A Roseville woman is accused of having others beat her live-in boyfriend and failing to seek medical treatment, resulting in his death according to an article in the Oakland Press titled, “Three charged in beating death: Roseville man allegedly unconscious for 19 hours at girlfriend’s home.” The preliminary examination is scheduled for April 20th in the 38th District Court, which is located in the City of Roseville.
Initially, the suspects, all from Macomb County, had been charged with assault with intent to commit great bodily harm. However, the charges were enhanced to Second-Degree Murder following the death of the victim. Michigan’s homicide laws and maximum penalties are as follows:
First Degree Murder: Mandatory life
Second Degree Murder: Life or any term of years
Manslaughter: 15 years
Negligent Homicide: 2 years
Manslaughter is broken down into 2 categories, voluntary and involuntary. Voluntary manslaughter involves the intentional killing with circumstances involving provocation and excited passions but without lawful justification (reducing it from murder). Involuntary manslaughter involves an act by a person against another with an intent to injure or doing some act in a grossly negligent manner which causes death. The defense attorney will undoubtedly ask the court to instruct the jury on the lesser offense of manslaughter, a 15 year felony, in an effort to avoid a second degree murder conviction which can carry up to life in prison.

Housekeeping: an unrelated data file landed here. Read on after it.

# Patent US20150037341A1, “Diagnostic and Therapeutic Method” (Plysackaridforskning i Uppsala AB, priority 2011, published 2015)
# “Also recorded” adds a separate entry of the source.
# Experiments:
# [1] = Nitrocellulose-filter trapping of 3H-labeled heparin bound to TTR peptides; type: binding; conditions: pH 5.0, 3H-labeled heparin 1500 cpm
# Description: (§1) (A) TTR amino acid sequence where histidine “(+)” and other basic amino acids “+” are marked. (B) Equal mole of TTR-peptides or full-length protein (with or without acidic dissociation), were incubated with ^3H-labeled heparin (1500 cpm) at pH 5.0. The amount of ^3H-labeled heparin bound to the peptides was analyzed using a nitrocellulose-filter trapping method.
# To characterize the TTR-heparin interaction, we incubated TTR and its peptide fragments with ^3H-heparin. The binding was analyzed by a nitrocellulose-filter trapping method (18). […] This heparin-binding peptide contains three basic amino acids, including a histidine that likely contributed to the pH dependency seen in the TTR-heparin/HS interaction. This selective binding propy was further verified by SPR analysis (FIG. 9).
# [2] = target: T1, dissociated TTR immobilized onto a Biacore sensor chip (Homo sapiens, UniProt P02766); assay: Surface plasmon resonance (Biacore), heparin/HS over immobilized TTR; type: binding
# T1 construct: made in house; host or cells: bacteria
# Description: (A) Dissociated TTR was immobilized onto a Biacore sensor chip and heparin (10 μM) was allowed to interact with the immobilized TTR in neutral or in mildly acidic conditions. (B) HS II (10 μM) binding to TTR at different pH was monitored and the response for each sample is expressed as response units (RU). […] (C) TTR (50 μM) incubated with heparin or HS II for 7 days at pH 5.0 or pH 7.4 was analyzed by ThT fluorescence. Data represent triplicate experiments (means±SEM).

In cases where a victim of an assault does not die immediately, the defense may argue that the defendant did not cause the death. Where causation is at issue, the court may consider instructing the jury on possible assault charges. The range of assault crimes and maximum penalties in Michigan are as follows:
Attempted Murder, Life
Assault With Intent to Murder, Life Assault With Intent to do Great Bodily Harm, 10 years Assault With a Dangerous Weapon, 4 years Aggravated Assault, 1 year (misdemeanor)
Assault and Battery, 90 days (misdemeanor)
Since the initial attack did result in an immediate death, the issue of causation is likely to be raised in this particular case. In addition, the defense may try to introduce evidence which mitigates the charge of second degree murder to manslaughter.